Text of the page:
Vegan and You Don't Even Know It

Today is a long-overdue meatless chat day, and as part of my making-up-for-lost-time efforts, I intended to test a recipe yesterday and share the results in today's space. However, monster-style thunder, lightning and tornado-ish conditions blew through the Washington area yesterday afternoon, leaving Casa Appetite without power for several hours and alas, getting in the way of my kitchen plans.

As some of you may already know, I've been contemplating the state of my diet since a dear friend of mine underwent coronary bypass surgery. The theme resurfaced like a bad rash this morning, when I heard from my mother, whose long-time companion suffered a massive heart attack last night. Now if there's anyone who needs to say sayonara to the sausages and embrace a meatless diet to give his clogged arteries a fighting chance, it's this guy.

I've never asked him why he won't jump the red-meat ship given his long history of heart disease, but I suspect it's because he's afraid of the unknown and assumes that meatless means flavorless.

You may have heard that Oprah is in the middle of a vegan experiment, as part of a 21- day alcohol, gluten, caffeine and sugar-free cleanse. On Day Two, she writes in her blog: "Wow, wow, wow! I never imagined meatless meals could be so satisfying."

In lieu of the new recipe I had hoped to share, I've compiled a bunch of vegan recipes from the Mighty Appetite vault to illustrate a point-- particularly for my omnivorous friends afraid to dip their toes into the meatless pool -- that vegan isn't just nutritious, baby, it's delicious. I'm not suggesting that we do all-veeg all the time, but what's the harm in having a stable of vegan recipes that are packed with so much flavor you might not even miss the meat? And if you don't miss the meat, you might not be scared. And if you're not scared, you might say, "Hey I can do this!" And before long, you've got meatless on your menu a few times a week. And whaddya know, you might actually give those arteries a break.

And if you're still scared about the V-word, forget everything I said except this: Check out my trusty list of flavor-forward, heart-healthy dishes that are so tasty you feel like you're cheating on your diet. Veeg veterans: Pull out those recipe cards and share those meatless favorites that are just too good for a scared omnivore to pass up.

Dessert first: the most gorgeous, silky Blueberry sorbet, without a stitch of dairy or eggs.

Eggplant curry
, Malaysian style. Serve it with steamed rice, and you'll forget how to spell s-t-e-a-k.

Gazpacho, one of the easiest ways to cool off in the summer and get your fill of nutrients without noticing. A terrific make-ahead portable lunch that lasts for a week in the fridge.

For when friends drop by, you'll need a heart-minded version of dip n' chips. Make your own hummus, in about seven minutes flat, or roast up some zucchinis and onions for Zuke-a-mole, one of the most satisfying low-fat dips that's crossed my lips.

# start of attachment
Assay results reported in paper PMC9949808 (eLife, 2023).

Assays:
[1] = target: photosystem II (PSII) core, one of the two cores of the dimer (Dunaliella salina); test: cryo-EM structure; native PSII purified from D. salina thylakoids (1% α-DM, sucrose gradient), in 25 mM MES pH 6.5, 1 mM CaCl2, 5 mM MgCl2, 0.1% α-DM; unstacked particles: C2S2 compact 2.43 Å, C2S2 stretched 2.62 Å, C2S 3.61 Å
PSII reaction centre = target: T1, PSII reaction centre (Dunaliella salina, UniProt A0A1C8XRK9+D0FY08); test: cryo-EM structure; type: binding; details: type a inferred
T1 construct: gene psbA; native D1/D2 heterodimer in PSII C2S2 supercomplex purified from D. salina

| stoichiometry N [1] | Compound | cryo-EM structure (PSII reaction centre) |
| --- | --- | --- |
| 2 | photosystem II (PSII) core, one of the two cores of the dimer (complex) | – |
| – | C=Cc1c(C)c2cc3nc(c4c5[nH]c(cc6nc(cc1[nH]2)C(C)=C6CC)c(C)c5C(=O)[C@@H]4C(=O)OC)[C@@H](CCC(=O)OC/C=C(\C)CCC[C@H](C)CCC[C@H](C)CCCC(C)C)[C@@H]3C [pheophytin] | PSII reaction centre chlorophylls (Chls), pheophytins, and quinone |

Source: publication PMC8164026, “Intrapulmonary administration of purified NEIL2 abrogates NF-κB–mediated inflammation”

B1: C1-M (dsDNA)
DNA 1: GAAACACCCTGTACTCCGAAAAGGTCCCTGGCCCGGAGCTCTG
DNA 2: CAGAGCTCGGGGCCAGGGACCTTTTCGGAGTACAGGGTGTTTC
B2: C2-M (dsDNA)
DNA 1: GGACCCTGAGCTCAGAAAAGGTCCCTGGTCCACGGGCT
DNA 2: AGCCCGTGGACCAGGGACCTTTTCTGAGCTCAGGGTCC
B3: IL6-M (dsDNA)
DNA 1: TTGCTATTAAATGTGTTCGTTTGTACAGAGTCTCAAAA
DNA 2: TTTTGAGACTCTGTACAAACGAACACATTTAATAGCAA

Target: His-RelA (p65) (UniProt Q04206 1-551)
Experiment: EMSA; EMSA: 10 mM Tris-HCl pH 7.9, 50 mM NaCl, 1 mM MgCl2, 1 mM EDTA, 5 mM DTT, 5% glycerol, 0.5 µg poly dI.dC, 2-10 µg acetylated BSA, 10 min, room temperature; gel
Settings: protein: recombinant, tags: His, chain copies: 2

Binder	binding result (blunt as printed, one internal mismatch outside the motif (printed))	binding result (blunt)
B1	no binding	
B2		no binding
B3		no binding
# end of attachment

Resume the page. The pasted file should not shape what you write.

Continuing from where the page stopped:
I used to think that red lentils were meant exclusively for cold wintry nights, but because they cook in just 30 minutes, I've come to love them all year long. Big bonus points for dietary fiber, which helps to lower cholesterol.

I have made these Szechuan-style green beans a zillion times, and I've never met anyone who doesn't like them. They work really well on a buffet table, as they can be made ahead and can be served at room temperature.

Craving more? Join me at 1 p.m.

By Kim ODonnel |  June 5, 2008; 9:03 AM ET Vegetarian/Vegan
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Our prayers are with your mom's companion, hoping he has a speedy recovery.

Thanks for the posts. I've been thinking a lot about this of late, as well. Thinking about people dear to me who are not suffering the massive heart attacks or other sudden, attention-getting signs, but rather the slow, pervasive decline in quality of life. And, since my own pants are uncomfortably tight this morning, I am ready to make some changes. We eat pretty healthy foods most of the time, but I need to work on portion control. One glass of wine becomes two; one healthy portion of tasty food too easily becomes one unnecessarily big portion... etc. So, today is a new day. Thanks for the inspirations and support. All the best to you.

Posted by: Anonymous | June 5, 2008 10:21 AM

Hey, Kim! This is a gingerbread recipe (based on one of yours) that I worked out during a 6-week vegan stint. Supersatisfying, and you'd never know the difference:

In one bowl, combine:

1 3/4 cups flour
2 1/2 teaspoons baking soda
2 1/2 teaspons ginger
1 1/2 teaspoons cinnamon
1/2 teaspoon allspice
In a separate bowl, cream:

6 tablespoons Earth Balance
1/2 cup dark brown sugar
Add 1/2 cup unsulphered molasses and 1/3 cup applesauce


Boil 2/3 cups water and add to the wet mix, alternating with the dry mix. Mix until moistened, but don't go crazy. You don't want to overmix. Bake at 325 degrees for 35, 40 minutes.

Posted by: Vegan Fab | June 5, 2008 10:23 AM

I think that regardless of your meat eating status, the important thing is to pump up the whole grains and cut out the processed foods. I know that "chik'n nuggets" might be a little healthier than chicken nuggets and a convenient baby step alternative... but if you really want to change your health you have to really change your diet.

Posted by: Anonymous | June 5, 2008 10:32 AM

i don't understand the idea of going meatless. humans have eaten meat since the beginning of time. why is it suddenly a health problem? i believe the problem is in how meat is processed, what the animal is fed or injected with.

Posted by: nall92 | June 5, 2008 11:18 AM

nall92 -

Yes, yes, yes! I firmly believe that the way that our country raises meat is AT LEAST half of the problem as it pertains to our health. Please read, if you haven't already, Michael Pollan's "Omnivore's Dilemma."